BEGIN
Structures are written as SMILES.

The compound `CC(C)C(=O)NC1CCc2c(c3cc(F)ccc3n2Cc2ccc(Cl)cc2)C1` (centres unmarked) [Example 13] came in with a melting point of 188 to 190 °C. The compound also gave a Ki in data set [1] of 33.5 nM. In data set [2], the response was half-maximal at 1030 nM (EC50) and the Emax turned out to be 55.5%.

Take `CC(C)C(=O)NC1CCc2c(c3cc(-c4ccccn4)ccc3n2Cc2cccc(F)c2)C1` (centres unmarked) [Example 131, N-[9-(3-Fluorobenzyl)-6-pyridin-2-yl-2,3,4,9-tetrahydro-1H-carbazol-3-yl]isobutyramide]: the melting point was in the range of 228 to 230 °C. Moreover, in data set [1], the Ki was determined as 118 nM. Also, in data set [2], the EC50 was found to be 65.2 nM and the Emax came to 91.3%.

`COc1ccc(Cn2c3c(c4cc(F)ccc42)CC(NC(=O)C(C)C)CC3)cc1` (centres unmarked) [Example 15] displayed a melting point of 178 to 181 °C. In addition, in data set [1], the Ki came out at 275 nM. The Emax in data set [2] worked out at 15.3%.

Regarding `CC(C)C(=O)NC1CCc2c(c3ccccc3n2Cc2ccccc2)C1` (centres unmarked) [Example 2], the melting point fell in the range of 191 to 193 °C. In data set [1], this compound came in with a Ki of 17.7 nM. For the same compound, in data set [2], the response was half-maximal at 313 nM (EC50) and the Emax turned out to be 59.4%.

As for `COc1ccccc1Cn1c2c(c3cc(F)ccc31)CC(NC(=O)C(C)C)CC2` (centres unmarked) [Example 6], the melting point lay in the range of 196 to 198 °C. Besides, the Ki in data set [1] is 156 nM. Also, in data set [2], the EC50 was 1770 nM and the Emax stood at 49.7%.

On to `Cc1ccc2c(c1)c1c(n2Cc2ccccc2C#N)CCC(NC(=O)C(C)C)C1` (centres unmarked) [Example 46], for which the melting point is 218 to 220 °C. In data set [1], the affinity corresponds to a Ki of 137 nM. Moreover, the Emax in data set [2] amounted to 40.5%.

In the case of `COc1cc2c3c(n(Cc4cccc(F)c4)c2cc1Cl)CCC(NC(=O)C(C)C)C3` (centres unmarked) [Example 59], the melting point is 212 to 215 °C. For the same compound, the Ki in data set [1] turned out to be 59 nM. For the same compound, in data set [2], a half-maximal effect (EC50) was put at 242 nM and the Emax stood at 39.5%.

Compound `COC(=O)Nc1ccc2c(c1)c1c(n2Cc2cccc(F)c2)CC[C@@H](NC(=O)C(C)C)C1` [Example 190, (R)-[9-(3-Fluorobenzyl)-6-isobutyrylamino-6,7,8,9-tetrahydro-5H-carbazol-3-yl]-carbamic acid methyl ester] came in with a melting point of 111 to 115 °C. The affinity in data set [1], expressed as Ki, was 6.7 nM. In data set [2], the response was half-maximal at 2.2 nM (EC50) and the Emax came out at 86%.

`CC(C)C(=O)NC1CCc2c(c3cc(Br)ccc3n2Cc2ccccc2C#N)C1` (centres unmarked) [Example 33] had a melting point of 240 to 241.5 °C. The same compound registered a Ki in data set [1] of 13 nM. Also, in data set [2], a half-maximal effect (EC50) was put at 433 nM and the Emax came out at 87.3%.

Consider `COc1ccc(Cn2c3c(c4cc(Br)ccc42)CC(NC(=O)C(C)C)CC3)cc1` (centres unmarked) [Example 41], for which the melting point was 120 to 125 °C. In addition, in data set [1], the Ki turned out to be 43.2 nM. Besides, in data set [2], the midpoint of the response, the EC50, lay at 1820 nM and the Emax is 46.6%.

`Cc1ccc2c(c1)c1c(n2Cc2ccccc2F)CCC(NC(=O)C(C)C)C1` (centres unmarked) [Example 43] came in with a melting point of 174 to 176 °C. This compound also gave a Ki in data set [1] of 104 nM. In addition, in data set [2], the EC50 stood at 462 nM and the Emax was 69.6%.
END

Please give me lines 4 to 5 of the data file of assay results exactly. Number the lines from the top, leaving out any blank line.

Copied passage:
`COc1ccc(Cn2c3c(c4cc(F)ccc42)CC(NC(=O)C(C)C)CC3)cc1` (centres unmarked) [Example 15] displayed a melting point of 178 to 181 °C. In addition, in data set [1], the Ki came out at 275 nM. The Emax in data set [2] worked out at 15.3%.

Regarding `CC(C)C(=O)NC1CCc2c(c3ccccc3n2Cc2ccccc2)C1` (centres unmarked) [Example 2], the melting point fell in the range of 191 to 193 °C. In data set [1], this compound came in with a Ki of 17.7 nM. For the same compound, in data set [2], the response was half-maximal at 313 nM (EC50) and the Emax turned out to be 59.4%.